Use tools like Google’s Keyword Planner or AnswerThePublic to find out what your target audience is actually searching for; this is called keyword research. If you create content that directly answers their questions - or pain points - you can capture their attention, and therefore, their clicks!
Use an ideas generator
HubSpot’s blog ideas generator tool is a fantastic cheat for whenever you’re having a huge mental block. When you’re responsible for producing content for your business, there isn’t much time to stall for thinking. So by keeping this nifty tool bookmarked, you can throw a noun into the generator and several short, sharp, focused suggestions will come back to get you started with a headline.
Finding your blog tone of voice
It’s not all about substance; the style, tone and structure you use in your headline are vital aspects to consider, too.
Don’t use questions in titles
This one surprised us – after years of being taught that rhetorical questions involve the reader, make your writing memorable and stop them from falling asleep, The Guardian masterclass debunked this popular myth. All someone thinks when you write a question is: ‘if you don’t know the answers, then why should I read on?’ Start with a bold statement, not a weak question to build trust with your audience.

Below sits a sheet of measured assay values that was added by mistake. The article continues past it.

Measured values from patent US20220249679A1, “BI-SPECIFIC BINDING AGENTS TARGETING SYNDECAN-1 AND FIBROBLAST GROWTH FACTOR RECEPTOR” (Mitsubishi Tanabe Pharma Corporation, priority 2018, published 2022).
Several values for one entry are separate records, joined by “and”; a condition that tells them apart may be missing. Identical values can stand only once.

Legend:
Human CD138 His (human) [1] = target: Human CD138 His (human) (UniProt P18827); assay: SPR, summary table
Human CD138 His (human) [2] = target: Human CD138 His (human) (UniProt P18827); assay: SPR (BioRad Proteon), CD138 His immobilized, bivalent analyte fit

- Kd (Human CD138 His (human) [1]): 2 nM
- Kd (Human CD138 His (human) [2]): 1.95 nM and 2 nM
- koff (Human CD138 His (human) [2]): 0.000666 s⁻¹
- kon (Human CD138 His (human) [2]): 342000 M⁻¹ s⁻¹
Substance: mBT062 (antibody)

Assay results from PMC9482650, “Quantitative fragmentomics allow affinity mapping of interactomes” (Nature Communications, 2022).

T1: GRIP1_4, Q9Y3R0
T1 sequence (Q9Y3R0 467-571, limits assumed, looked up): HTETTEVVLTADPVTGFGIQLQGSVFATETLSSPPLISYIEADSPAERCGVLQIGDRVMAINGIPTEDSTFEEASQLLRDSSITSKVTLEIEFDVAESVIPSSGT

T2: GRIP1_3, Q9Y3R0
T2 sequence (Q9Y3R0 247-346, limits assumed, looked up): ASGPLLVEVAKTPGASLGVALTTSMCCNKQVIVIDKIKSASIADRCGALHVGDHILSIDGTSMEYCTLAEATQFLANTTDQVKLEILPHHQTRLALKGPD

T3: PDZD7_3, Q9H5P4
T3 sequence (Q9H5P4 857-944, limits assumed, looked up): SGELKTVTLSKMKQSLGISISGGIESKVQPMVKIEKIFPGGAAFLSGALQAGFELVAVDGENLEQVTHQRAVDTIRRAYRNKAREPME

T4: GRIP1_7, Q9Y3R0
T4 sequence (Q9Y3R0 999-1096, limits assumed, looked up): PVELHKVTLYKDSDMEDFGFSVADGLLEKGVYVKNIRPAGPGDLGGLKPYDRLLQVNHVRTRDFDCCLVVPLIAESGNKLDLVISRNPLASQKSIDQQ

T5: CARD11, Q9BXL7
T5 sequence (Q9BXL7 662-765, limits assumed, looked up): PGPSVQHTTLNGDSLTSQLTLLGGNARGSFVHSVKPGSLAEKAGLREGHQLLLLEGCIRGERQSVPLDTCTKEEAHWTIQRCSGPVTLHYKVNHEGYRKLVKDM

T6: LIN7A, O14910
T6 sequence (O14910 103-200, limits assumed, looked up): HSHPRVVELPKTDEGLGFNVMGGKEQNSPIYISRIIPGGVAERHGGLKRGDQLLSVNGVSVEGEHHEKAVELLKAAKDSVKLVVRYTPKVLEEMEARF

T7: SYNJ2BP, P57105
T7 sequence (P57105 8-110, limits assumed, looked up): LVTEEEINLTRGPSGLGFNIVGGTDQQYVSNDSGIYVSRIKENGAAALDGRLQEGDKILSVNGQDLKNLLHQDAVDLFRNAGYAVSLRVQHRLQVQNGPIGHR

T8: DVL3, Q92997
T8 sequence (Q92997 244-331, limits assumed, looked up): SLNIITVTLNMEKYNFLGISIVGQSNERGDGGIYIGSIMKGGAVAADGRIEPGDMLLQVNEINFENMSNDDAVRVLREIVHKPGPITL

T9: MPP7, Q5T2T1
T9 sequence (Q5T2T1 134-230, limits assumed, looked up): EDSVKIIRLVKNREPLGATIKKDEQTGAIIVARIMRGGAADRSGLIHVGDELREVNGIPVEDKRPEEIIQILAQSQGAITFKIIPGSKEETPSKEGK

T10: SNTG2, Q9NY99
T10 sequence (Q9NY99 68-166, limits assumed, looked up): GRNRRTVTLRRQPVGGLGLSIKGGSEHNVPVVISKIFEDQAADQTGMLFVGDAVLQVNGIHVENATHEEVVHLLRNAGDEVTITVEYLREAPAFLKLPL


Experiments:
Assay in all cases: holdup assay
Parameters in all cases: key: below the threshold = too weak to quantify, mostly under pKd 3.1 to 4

As outlined in our introduction, no-one wants to read mediocre content about things they already know. Neither do they want to be asked questions in a blog headline. Instead, be bold and brave enough to make a controversial statement: they’ll either agree with you and want to feel validation for their opinion, so read on; or disagree with you and want to find out why you disagree, so read on. Either way, they’ll stick with your content!
Consider: ‘Email is dead’ as opposed to ‘Do you still use email?’ or ‘Why email might be on its way out’. Be certain and sure of yourself – you’ve got far more words to explain your view in the main body of your content, but for now, they’re hooked.
Make the value clear
The title of your content should help both readers and search engines understand what it’s about. Set the right expectations from the start and it’ll help Google rank it, and ensure the reader understands what they’re going to get out of this piece.
Much like the title of most of these bullet points, imperatives are a command. They show urgency and demand the reader takes some kind of action. Whether it’s an email, blog post or content offer, chances are you want your reader to do something; make this clear from the active verbs you use in the title.
Put the keyword at the start of the title
This way, if your whole blog title gets cut off at the end in search engines, the most important part is visible – it sounds so obvious, but if you look back at your previous blog titles, you’d be surprised at how many of them you’ve saved the keywords until the end.
Embrace the listicle
A well-established blog format, a listicle is a piece of content in the form of a list. Examples include: